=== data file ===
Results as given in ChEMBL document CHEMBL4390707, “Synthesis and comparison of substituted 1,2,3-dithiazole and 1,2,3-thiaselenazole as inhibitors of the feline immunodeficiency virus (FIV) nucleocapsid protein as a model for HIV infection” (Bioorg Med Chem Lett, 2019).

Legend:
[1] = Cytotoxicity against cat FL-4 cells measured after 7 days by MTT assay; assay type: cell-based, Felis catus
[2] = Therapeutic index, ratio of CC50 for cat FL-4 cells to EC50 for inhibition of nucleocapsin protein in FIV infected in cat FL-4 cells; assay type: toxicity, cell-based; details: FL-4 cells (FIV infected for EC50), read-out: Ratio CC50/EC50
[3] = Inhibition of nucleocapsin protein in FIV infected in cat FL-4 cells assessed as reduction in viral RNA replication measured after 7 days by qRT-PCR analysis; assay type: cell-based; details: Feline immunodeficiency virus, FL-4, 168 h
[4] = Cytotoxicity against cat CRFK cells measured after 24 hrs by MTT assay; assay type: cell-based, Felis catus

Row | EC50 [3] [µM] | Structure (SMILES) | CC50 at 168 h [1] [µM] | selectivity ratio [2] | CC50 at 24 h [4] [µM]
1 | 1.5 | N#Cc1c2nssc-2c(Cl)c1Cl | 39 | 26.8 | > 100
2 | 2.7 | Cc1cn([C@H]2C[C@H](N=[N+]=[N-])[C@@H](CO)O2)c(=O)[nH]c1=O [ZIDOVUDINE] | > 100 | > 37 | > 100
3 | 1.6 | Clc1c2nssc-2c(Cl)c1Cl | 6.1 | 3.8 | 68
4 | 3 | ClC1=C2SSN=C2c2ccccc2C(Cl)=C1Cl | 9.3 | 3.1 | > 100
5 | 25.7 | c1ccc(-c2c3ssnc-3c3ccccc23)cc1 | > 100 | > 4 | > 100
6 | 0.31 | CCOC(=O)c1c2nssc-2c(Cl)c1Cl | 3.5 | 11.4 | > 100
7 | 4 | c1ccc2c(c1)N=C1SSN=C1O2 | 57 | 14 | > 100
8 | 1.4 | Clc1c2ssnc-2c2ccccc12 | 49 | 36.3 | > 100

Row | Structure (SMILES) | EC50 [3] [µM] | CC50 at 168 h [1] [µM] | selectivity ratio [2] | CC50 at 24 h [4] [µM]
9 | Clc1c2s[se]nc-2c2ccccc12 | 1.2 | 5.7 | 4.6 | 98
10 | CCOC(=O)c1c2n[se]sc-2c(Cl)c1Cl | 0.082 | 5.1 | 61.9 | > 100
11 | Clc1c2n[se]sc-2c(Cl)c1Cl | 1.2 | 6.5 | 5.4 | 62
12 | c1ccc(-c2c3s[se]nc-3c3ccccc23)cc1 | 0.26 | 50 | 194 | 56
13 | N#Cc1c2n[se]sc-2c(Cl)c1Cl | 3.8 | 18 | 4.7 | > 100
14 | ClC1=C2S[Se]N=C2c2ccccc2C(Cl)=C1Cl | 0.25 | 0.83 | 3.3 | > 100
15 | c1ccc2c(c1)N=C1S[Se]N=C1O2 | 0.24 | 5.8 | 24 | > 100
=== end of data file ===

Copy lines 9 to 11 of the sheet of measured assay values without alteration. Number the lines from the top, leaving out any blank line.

2 | 2.7 | Cc1cn([C@H]2C[C@H](N=[N+]=[N-])[C@@H](CO)O2)c(=O)[nH]c1=O [ZIDOVUDINE] | > 100 | > 37 | > 100
3 | 1.6 | Clc1c2nssc-2c(Cl)c1Cl | 6.1 | 3.8 | 68
4 | 3 | ClC1=C2SSN=C2c2ccccc2C(Cl)=C1Cl | 9.3 | 3.1 | > 100